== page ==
In this process, the developing world has come to realise the importance of creating solidarity and a largely south-oriented consensus. Seattle and Doha showed the importance of emerging economies acting with less powerful developing nations to counterbalance an often aggressive EU and US view of trade liberalisation and a singular political view of the world.
The result is that almost all developing nations have become more assertive in trade negotiations and are no longer prepared to enable a consensus that is not in their interests. So much so that one of the Caribbean’s smallest nations has noted in private it will oppose anything the US proposes in Cancun unless there is movement on its WTO dispute with Washington.
Cancun will be different. There is a profound desire in developing nations for greater equity in world trade. If Seattle forged that awareness, Doha showed the opportunities that the WTO potentially offers. The result is that developing nations in Africa and the Caribbean go to Cancun with more confidence. They know that despite differences, they can by working with the emerging economies in South Africa and Brazil ensure that there will not be any movement forward in the global trade agenda without significant concessions from the world’s wealthiest nations.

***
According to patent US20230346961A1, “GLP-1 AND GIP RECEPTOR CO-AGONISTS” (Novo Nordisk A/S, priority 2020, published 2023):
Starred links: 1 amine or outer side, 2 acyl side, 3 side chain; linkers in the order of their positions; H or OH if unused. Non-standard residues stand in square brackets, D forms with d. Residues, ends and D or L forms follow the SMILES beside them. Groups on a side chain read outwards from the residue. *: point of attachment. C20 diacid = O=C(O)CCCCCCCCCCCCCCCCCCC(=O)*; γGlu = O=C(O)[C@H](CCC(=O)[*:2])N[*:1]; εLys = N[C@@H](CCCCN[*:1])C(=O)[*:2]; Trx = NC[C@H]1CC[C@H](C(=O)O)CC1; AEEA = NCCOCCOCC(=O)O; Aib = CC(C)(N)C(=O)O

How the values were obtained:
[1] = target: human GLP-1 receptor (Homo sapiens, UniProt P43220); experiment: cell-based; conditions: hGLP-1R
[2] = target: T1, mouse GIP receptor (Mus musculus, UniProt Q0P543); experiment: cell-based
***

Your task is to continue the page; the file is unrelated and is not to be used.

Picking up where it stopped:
This means there is an unusual degree of uncertainty about whether Cancun will result in progress on core issues. So much so that there are signs that senior figures in Europe, Australia and other developed nations are qualifying their public optimism. In private they are suggesting that Cancun may be just a step further along a difficult road. Success, they suggest, could be a framework agreement that leaves the details of cuts in agricultural subsidies or tariffs to 2004.
However, if Cancun fails to make progress on agricultural issues it is hard to see how it will not have a significant effect on the ways in which many nations come to regard the whole process of trade liberalisation.
Failure to make progress will encourage doubts, new alliances and a greater emphasis on solidarity and the principle of equity. It would suggest that the whole process of globalisation will slow and that much greater emphasis may be placed on regional economic integration.
India has begun to signal that it has much to gain from the establishment of free trade agreements with the nations of South East Asia. Brazil is already seeking new trade agreements arrangements with Africa. For its part the US may try to move forward more rapidly the wide range of sub-hemispheric free trade agreements it is already negotiating in the Americas while Europe may seek to consolidate its previous gains.
All of this may not be a bad thing for the Caribbean as it may allow some breathing space in which to complete successfully the single market and better order priorities in its trade negotiations with Europe and in the Americas. As one senior figure on his way to Cancun noted recently:
“For the Caribbean no agreement at all in Cancun may be better than a bad agreement.”